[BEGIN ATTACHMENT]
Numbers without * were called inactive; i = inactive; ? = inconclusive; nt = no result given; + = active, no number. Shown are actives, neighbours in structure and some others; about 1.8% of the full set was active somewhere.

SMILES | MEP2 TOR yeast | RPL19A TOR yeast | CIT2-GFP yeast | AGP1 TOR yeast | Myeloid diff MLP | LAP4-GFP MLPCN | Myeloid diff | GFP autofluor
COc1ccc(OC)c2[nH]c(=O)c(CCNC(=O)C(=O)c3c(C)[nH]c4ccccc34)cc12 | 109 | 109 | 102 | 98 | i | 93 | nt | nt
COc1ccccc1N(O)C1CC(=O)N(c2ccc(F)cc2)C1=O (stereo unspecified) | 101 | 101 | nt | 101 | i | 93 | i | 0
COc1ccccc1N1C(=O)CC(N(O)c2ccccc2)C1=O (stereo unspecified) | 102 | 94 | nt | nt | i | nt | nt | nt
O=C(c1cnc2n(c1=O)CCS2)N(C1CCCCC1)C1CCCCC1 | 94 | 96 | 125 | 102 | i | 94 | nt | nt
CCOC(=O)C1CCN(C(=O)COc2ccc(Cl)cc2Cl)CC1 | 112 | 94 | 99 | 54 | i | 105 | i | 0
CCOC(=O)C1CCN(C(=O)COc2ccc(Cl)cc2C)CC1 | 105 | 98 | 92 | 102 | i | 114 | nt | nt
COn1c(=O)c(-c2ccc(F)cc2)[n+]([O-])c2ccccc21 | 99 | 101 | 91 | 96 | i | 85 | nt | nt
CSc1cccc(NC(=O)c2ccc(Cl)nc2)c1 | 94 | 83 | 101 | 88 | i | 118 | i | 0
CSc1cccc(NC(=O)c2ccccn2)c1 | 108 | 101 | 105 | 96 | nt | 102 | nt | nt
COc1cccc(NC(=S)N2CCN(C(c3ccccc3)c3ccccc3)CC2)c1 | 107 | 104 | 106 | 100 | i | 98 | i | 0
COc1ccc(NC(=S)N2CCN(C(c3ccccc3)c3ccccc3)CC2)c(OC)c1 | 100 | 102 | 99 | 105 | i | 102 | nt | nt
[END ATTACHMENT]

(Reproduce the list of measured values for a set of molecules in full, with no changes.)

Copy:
Numbers without * were called inactive; i = inactive; ? = inconclusive; nt = no result given; + = active, no number. Shown are actives, neighbours in structure and some others; about 1.8% of the full set was active somewhere.

SMILES | MEP2 TOR yeast | RPL19A TOR yeast | CIT2-GFP yeast | AGP1 TOR yeast | Myeloid diff MLP | LAP4-GFP MLPCN | Myeloid diff | GFP autofluor
COc1ccc(OC)c2[nH]c(=O)c(CCNC(=O)C(=O)c3c(C)[nH]c4ccccc34)cc12 | 109 | 109 | 102 | 98 | i | 93 | nt | nt
COc1ccccc1N(O)C1CC(=O)N(c2ccc(F)cc2)C1=O (stereo unspecified) | 101 | 101 | nt | 101 | i | 93 | i | 0
COc1ccccc1N1C(=O)CC(N(O)c2ccccc2)C1=O (stereo unspecified) | 102 | 94 | nt | nt | i | nt | nt | nt
O=C(c1cnc2n(c1=O)CCS2)N(C1CCCCC1)C1CCCCC1 | 94 | 96 | 125 | 102 | i | 94 | nt | nt
CCOC(=O)C1CCN(C(=O)COc2ccc(Cl)cc2Cl)CC1 | 112 | 94 | 99 | 54 | i | 105 | i | 0
CCOC(=O)C1CCN(C(=O)COc2ccc(Cl)cc2C)CC1 | 105 | 98 | 92 | 102 | i | 114 | nt | nt
COn1c(=O)c(-c2ccc(F)cc2)[n+]([O-])c2ccccc21 | 99 | 101 | 91 | 96 | i | 85 | nt | nt
CSc1cccc(NC(=O)c2ccc(Cl)nc2)c1 | 94 | 83 | 101 | 88 | i | 118 | i | 0
CSc1cccc(NC(=O)c2ccccn2)c1 | 108 | 101 | 105 | 96 | nt | 102 | nt | nt
COc1cccc(NC(=S)N2CCN(C(c3ccccc3)c3ccccc3)CC2)c1 | 107 | 104 | 106 | 100 | i | 98 | i | 0
COc1ccc(NC(=S)N2CCN(C(c3ccccc3)c3ccccc3)CC2)c(OC)c1 | 100 | 102 | 99 | 105 | i | 102 | nt | nt